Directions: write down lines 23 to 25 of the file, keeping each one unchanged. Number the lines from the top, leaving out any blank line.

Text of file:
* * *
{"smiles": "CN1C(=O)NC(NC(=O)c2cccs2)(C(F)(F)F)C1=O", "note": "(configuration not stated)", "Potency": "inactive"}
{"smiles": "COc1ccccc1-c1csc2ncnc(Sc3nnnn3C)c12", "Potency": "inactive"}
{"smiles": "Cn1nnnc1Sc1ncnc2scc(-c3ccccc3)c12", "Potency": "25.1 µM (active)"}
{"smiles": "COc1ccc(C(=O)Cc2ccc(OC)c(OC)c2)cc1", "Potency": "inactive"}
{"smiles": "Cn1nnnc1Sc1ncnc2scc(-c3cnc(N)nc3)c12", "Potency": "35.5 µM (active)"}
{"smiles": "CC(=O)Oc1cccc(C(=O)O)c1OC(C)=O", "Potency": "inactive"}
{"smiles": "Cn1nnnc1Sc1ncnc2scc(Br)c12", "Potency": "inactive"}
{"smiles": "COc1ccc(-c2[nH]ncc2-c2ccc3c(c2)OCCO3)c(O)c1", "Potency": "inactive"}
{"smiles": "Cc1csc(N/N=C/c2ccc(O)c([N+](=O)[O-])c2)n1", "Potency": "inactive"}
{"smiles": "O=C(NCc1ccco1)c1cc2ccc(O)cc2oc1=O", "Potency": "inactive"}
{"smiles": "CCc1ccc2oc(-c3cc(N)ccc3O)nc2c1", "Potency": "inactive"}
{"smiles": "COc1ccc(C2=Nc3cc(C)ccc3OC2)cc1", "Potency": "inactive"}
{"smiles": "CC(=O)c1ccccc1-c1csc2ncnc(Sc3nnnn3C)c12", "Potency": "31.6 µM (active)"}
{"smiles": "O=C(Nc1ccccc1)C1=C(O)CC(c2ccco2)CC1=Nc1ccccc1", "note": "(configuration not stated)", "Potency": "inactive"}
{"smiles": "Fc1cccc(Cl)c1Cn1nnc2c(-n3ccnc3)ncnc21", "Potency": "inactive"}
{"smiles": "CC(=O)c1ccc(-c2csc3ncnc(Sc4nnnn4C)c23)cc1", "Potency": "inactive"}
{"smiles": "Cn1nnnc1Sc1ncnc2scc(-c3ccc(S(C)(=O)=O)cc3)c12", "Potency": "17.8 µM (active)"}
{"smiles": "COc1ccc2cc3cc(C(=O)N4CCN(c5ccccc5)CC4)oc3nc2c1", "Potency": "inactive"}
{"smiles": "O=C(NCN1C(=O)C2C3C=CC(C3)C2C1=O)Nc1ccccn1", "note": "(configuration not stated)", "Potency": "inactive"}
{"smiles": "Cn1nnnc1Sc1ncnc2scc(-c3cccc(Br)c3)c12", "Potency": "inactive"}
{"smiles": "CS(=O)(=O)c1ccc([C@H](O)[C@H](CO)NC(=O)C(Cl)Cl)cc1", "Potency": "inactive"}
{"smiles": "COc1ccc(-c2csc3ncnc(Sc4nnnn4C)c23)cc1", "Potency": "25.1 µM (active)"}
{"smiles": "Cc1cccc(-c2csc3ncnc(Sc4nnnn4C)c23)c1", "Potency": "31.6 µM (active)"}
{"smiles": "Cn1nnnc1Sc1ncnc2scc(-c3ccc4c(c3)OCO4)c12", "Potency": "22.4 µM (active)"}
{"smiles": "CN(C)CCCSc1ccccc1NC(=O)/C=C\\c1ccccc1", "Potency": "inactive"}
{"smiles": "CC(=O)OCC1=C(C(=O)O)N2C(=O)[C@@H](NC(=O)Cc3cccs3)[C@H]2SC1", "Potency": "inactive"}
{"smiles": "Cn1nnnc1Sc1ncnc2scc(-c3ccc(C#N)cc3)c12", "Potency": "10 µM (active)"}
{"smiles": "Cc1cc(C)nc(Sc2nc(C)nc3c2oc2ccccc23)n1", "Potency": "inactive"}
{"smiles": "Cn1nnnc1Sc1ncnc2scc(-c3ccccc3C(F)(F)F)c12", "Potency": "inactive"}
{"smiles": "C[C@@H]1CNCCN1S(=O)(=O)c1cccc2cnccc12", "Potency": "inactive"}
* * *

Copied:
{"smiles": "Cc1cccc(-c2csc3ncnc(Sc4nnnn4C)c23)c1", "Potency": "31.6 µM (active)"}
{"smiles": "Cn1nnnc1Sc1ncnc2scc(-c3ccc4c(c3)OCO4)c12", "Potency": "22.4 µM (active)"}
{"smiles": "CN(C)CCCSc1ccccc1NC(=O)/C=C\\c1ccccc1", "Potency": "inactive"}